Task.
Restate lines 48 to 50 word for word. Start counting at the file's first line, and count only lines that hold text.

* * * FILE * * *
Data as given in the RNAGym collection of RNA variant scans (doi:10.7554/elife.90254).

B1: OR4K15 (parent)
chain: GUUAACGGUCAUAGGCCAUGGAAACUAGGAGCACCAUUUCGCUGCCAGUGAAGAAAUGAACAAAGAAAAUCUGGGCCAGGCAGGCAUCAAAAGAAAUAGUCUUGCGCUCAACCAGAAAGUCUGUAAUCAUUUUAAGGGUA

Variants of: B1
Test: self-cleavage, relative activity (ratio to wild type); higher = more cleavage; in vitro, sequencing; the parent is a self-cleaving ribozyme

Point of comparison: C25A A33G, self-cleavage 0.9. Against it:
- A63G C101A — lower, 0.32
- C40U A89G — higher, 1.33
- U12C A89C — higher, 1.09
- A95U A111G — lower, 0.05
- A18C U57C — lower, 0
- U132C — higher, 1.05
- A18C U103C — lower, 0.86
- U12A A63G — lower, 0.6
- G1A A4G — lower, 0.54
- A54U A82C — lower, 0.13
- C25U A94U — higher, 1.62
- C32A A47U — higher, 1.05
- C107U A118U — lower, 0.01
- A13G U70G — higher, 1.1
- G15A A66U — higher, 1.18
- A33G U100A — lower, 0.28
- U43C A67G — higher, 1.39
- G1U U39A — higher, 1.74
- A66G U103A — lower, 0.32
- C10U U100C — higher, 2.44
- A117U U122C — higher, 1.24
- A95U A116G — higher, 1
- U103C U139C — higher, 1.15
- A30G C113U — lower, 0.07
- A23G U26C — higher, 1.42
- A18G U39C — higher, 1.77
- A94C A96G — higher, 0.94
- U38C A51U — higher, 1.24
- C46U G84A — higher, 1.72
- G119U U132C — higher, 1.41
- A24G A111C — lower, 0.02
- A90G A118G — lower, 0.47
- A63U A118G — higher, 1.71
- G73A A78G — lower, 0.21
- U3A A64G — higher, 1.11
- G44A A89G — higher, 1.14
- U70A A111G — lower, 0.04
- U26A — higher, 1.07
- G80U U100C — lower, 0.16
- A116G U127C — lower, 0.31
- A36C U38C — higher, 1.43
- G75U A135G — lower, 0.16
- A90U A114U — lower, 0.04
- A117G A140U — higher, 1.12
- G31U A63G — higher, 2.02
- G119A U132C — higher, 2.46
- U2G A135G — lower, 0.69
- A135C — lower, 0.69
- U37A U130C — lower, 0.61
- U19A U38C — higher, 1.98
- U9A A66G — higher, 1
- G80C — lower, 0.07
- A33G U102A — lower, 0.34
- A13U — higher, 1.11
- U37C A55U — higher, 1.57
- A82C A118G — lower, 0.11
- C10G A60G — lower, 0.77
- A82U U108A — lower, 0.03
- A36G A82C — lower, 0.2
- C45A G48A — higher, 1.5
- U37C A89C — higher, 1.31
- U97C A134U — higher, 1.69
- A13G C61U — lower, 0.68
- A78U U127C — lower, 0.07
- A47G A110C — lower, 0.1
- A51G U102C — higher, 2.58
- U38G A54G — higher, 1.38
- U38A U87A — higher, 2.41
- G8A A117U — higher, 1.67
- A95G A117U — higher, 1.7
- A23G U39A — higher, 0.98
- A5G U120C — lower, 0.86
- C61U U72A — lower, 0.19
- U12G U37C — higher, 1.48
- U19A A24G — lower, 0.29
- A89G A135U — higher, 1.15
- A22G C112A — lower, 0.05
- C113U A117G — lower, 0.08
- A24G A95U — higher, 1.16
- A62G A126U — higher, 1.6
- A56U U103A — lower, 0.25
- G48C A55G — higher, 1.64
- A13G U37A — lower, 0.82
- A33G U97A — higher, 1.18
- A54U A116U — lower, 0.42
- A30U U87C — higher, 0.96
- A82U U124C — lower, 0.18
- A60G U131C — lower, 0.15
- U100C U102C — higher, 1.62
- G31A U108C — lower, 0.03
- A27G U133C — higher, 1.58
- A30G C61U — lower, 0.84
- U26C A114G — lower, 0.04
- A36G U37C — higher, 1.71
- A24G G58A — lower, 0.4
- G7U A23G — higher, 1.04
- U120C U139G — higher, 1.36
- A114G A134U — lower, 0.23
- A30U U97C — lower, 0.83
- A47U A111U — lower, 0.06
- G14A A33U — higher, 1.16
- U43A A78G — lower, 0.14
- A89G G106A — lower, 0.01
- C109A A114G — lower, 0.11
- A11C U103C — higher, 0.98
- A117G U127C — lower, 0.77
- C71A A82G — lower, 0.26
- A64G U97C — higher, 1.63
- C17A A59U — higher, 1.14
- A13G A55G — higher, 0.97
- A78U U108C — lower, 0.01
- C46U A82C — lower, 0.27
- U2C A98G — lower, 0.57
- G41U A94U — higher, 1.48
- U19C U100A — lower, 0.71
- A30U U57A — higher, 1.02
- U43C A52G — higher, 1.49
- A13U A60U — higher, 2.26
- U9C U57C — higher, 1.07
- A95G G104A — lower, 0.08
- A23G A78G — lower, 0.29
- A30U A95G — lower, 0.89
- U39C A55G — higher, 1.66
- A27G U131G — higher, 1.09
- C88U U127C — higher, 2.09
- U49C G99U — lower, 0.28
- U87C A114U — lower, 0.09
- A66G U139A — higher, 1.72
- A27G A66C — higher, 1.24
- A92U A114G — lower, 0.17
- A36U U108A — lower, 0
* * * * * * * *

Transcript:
- G75U A135G — lower, 0.16
- A90U A114U — lower, 0.04
- A117G A140U — higher, 1.12